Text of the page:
A 65-year-old man, who was lodged in a detention centre for illegal migrants in Assam, died at the Guwahati Medical College and Hospital on Sunday, The Indian Express reported. Family members of Dulal Paul claimed he was mentally unstable, and was admitted to the hospital on September 28 due to his “deteriorating health”.
“He was mentally unstable,” Sadhan Paul, a nephew of Dulal Paul, told the daily. “His siblings and their families are in the NRC [National Register of Citizens]. Our family has land documents dating back to the 1960s. A mentally-unstable person was put into detention.” The National Register of Citizens, an updated list of Indian citizens in Assam released on August 31, excluded 19 lakh people. For now, the authorities have said they will have to stand trial in Assam’s foreigners’ tribunals.
Paul, a resident of Alisinga village of Sonitpur district, had been in the detention centre in Tezpur since October 11, 2017, said an unidentified police officer. Assam has six detention centres and the seventh one is under construction in Goalpara. The detention centres are located in district jails and house around 1,000 people.
In July, responding to a question raised in the state Assembly, the Assam government for the first time released a list of people who had died in detention. The list of 25 people included a 45-days-old child and an 85-year-old partially immobile man.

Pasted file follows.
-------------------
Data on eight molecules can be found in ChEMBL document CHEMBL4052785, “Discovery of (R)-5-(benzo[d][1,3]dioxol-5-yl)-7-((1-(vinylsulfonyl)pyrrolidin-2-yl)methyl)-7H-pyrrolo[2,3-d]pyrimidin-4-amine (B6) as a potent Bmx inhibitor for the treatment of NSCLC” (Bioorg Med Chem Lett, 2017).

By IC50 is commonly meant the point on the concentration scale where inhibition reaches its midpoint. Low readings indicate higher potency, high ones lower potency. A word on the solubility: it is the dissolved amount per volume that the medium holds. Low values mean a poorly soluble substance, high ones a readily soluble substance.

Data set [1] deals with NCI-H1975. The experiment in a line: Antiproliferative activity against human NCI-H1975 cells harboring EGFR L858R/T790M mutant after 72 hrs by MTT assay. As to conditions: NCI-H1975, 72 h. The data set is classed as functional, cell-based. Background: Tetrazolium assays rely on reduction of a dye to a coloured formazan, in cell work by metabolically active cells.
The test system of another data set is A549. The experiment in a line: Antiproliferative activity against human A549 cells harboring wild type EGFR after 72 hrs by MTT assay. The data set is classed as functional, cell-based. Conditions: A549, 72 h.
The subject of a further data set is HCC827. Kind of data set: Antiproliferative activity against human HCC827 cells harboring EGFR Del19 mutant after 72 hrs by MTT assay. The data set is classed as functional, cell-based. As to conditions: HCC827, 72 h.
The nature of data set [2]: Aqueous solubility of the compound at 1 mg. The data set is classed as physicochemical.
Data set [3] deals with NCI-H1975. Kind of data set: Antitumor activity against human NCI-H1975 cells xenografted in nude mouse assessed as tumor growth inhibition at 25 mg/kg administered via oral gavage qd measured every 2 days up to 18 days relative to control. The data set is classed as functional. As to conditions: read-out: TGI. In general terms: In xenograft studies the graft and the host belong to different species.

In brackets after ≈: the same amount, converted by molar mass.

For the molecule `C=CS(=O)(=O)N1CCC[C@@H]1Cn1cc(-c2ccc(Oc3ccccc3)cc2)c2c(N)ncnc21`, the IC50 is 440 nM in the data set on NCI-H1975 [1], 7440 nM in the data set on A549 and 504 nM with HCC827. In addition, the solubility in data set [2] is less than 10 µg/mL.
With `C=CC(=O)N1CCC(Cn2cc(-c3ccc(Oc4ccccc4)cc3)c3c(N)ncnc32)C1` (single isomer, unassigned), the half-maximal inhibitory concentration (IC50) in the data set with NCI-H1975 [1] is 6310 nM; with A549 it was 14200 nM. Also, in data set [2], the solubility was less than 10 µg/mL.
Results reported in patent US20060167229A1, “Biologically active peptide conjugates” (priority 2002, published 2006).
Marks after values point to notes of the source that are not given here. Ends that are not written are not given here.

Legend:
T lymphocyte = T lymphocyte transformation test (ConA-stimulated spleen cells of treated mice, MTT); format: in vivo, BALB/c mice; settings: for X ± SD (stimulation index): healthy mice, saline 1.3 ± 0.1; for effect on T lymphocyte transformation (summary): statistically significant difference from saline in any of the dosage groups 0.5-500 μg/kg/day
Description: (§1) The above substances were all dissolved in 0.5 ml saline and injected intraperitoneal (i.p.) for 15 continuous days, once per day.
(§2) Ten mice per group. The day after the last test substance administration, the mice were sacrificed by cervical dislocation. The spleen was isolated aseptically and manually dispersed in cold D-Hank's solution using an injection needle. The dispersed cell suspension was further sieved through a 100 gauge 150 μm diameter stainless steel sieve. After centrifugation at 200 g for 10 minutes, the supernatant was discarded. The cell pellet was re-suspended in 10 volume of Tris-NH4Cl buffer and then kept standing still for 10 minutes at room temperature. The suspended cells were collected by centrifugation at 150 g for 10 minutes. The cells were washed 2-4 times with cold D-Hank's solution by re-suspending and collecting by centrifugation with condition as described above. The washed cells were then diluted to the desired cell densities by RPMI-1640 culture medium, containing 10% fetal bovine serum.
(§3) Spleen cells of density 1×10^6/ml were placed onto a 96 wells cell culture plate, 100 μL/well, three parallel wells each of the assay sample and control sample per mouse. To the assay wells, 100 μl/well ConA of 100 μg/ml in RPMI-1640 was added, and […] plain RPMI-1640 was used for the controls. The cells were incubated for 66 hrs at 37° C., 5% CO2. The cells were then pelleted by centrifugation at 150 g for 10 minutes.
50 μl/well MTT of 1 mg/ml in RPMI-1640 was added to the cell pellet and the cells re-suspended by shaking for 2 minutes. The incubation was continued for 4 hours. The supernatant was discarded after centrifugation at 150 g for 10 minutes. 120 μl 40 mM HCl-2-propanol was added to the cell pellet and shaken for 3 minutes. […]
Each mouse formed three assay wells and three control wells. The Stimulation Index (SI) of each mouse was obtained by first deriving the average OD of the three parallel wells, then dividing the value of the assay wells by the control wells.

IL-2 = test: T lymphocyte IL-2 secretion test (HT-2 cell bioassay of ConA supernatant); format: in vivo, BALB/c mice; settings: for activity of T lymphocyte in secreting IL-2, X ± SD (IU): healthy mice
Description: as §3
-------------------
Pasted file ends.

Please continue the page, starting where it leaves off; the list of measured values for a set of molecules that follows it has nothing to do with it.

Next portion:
State Parliamentary Affairs Minister Chandra Mohan Patowary said the detainees died in hospitals. Though he claimed that they died of various illnesses, some of their family members alleged that they died because of lack of basic facilities and harassment in the jails.
The foreigners’ tribunals had identified 1,17,164 people till March 31. Around 29,855 foreigners were expelled between 1985 and June 30, 2019, said Patowary.
In 1985, the anti-foreigners’ agitation led by the All Assam Students’ Union came to an end with the signing of the Assam Accord. Under the accord, it was agreed that the names of those who had entered the state between 1966 and 1971 would be deleted from the electoral rolls and their voting rights would be taken away for 10 years. It was decided that those who had entered the state since March 25, 1971, on the eve of the Bangladesh War, would be declared foreigners and deported.
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